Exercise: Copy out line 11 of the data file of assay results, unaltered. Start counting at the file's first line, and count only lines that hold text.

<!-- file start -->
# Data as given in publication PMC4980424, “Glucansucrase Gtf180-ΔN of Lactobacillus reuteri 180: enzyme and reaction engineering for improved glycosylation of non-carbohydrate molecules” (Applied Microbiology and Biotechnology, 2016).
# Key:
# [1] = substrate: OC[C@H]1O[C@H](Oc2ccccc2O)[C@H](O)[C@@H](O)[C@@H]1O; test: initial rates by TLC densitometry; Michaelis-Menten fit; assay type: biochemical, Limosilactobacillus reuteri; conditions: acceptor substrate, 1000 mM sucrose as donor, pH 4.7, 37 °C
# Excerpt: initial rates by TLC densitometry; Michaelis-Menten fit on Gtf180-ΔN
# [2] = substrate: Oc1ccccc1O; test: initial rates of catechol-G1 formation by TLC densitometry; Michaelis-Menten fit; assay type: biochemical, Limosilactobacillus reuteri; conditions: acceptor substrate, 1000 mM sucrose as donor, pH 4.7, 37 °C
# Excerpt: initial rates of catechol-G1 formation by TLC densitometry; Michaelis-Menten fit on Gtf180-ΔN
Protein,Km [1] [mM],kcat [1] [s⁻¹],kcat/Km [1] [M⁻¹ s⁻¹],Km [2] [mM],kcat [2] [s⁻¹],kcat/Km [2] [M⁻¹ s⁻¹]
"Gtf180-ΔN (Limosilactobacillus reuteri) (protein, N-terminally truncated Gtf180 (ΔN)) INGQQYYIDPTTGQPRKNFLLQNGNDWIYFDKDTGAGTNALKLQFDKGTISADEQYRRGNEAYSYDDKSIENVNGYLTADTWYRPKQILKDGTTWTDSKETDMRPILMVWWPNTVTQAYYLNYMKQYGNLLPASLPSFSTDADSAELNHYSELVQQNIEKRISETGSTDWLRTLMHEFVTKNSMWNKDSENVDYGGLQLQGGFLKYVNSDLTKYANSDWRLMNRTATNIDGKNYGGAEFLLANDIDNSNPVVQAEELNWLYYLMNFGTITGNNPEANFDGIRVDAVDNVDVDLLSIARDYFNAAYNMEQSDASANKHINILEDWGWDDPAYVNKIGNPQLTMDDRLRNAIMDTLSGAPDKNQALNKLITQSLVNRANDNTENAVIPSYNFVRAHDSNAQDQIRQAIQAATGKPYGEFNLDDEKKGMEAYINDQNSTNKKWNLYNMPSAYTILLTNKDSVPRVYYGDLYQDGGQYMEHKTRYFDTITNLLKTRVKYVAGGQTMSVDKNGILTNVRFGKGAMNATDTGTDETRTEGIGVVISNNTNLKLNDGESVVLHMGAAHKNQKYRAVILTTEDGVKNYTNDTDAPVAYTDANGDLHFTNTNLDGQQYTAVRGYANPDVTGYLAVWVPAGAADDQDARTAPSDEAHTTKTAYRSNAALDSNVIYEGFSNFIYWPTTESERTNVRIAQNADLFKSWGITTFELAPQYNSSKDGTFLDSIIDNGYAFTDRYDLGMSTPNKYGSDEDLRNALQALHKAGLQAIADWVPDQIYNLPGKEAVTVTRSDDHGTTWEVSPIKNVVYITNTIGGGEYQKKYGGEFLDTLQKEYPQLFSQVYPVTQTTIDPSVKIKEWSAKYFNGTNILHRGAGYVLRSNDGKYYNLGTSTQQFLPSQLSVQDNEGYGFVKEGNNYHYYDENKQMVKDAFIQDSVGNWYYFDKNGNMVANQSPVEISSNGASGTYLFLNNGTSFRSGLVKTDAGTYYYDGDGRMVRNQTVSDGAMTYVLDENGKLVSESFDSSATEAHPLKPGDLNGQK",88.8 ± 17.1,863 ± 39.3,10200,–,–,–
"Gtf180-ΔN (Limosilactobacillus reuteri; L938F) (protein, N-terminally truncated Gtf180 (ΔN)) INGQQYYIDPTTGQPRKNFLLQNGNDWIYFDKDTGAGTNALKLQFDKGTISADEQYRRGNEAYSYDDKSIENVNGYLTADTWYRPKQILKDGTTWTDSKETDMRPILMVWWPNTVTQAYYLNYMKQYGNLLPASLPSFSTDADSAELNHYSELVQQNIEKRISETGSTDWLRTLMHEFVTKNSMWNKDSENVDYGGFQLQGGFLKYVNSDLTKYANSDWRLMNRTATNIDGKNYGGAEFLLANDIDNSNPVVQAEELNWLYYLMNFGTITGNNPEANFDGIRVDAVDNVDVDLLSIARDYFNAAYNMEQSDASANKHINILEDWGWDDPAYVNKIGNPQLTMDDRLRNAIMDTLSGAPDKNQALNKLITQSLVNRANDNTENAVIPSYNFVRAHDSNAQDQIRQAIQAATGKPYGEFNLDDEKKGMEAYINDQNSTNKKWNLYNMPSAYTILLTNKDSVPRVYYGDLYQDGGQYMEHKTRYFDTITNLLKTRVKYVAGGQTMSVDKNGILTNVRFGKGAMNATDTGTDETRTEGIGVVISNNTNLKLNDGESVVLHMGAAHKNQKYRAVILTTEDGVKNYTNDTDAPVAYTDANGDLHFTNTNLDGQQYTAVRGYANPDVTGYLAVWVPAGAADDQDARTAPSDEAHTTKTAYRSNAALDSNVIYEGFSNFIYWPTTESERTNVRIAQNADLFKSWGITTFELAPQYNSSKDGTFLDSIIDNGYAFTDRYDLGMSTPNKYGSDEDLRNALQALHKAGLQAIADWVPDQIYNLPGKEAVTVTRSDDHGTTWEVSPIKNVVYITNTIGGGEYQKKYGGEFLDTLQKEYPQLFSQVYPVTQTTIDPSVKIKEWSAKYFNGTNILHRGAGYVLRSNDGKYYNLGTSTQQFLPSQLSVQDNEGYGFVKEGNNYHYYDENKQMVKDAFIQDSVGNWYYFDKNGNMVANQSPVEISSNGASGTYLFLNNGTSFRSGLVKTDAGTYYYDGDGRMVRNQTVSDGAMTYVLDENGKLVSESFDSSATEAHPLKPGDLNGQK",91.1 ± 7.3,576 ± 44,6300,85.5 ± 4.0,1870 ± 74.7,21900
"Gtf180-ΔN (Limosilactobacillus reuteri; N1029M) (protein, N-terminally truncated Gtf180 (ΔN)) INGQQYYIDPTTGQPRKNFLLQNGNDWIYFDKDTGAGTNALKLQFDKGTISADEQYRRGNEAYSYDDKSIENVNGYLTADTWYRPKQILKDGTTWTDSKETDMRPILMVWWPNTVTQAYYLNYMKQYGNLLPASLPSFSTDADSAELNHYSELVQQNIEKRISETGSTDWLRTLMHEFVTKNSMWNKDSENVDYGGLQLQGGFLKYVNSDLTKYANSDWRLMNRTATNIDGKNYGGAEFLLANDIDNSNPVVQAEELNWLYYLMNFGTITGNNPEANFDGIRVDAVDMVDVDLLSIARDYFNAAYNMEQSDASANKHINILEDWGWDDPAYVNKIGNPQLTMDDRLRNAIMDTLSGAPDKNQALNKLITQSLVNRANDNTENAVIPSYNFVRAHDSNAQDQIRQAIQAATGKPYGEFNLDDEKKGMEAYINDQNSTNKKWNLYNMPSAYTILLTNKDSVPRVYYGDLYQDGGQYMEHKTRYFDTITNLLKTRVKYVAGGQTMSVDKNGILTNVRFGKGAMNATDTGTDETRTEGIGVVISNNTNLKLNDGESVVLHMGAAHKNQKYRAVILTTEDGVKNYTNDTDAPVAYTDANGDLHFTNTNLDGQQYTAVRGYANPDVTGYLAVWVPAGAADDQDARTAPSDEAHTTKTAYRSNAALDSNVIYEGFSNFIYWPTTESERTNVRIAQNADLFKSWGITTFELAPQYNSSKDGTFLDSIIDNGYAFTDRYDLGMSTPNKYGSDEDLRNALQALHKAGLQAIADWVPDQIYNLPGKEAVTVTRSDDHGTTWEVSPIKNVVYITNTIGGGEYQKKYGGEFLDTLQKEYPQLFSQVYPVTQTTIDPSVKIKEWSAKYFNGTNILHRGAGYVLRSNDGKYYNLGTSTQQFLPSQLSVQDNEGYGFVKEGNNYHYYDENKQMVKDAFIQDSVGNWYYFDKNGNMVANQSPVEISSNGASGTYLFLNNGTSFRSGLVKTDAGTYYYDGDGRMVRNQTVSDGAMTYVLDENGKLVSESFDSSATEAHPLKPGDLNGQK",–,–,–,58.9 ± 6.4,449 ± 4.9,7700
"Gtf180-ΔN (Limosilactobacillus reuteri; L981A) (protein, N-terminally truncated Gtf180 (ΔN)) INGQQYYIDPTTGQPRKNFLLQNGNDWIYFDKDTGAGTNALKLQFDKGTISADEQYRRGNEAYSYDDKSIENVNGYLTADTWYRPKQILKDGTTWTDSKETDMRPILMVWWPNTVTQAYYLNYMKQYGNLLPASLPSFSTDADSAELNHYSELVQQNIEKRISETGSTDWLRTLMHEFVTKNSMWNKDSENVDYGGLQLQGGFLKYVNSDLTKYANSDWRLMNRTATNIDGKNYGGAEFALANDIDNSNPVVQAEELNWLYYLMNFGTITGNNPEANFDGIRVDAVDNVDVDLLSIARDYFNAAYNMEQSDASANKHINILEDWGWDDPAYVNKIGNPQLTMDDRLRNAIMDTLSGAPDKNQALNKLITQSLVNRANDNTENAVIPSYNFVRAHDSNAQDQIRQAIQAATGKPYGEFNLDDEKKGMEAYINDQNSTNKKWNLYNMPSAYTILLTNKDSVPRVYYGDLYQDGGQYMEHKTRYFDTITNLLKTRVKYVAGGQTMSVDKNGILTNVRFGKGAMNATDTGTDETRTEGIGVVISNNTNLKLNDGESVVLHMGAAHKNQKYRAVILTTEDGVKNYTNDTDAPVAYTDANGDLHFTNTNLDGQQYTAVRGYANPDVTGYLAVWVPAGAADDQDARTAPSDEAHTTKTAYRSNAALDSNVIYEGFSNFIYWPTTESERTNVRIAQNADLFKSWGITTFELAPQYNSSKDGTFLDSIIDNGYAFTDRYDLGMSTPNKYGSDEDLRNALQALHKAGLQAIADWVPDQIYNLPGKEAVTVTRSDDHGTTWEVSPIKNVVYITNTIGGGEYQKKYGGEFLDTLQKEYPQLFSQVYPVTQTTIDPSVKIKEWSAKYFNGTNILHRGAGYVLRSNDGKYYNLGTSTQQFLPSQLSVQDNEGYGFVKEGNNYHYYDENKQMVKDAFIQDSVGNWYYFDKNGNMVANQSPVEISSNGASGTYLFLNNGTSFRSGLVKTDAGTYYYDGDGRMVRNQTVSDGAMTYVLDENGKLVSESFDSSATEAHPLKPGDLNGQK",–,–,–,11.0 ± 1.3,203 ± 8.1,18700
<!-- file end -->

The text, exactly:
"Gtf180-ΔN (Limosilactobacillus reuteri; L981A) (protein, N-terminally truncated Gtf180 (ΔN)) INGQQYYIDPTTGQPRKNFLLQNGNDWIYFDKDTGAGTNALKLQFDKGTISADEQYRRGNEAYSYDDKSIENVNGYLTADTWYRPKQILKDGTTWTDSKETDMRPILMVWWPNTVTQAYYLNYMKQYGNLLPASLPSFSTDADSAELNHYSELVQQNIEKRISETGSTDWLRTLMHEFVTKNSMWNKDSENVDYGGLQLQGGFLKYVNSDLTKYANSDWRLMNRTATNIDGKNYGGAEFALANDIDNSNPVVQAEELNWLYYLMNFGTITGNNPEANFDGIRVDAVDNVDVDLLSIARDYFNAAYNMEQSDASANKHINILEDWGWDDPAYVNKIGNPQLTMDDRLRNAIMDTLSGAPDKNQALNKLITQSLVNRANDNTENAVIPSYNFVRAHDSNAQDQIRQAIQAATGKPYGEFNLDDEKKGMEAYINDQNSTNKKWNLYNMPSAYTILLTNKDSVPRVYYGDLYQDGGQYMEHKTRYFDTITNLLKTRVKYVAGGQTMSVDKNGILTNVRFGKGAMNATDTGTDETRTEGIGVVISNNTNLKLNDGESVVLHMGAAHKNQKYRAVILTTEDGVKNYTNDTDAPVAYTDANGDLHFTNTNLDGQQYTAVRGYANPDVTGYLAVWVPAGAADDQDARTAPSDEAHTTKTAYRSNAALDSNVIYEGFSNFIYWPTTESERTNVRIAQNADLFKSWGITTFELAPQYNSSKDGTFLDSIIDNGYAFTDRYDLGMSTPNKYGSDEDLRNALQALHKAGLQAIADWVPDQIYNLPGKEAVTVTRSDDHGTTWEVSPIKNVVYITNTIGGGEYQKKYGGEFLDTLQKEYPQLFSQVYPVTQTTIDPSVKIKEWSAKYFNGTNILHRGAGYVLRSNDGKYYNLGTSTQQFLPSQLSVQDNEGYGFVKEGNNYHYYDENKQMVKDAFIQDSVGNWYYFDKNGNMVANQSPVEISSNGASGTYLFLNNGTSFRSGLVKTDAGTYYYDGDGRMVRNQTVSDGAMTYVLDENGKLVSESFDSSATEAHPLKPGDLNGQK",–,–,–,11.0 ± 1.3,203 ± 8.1,18700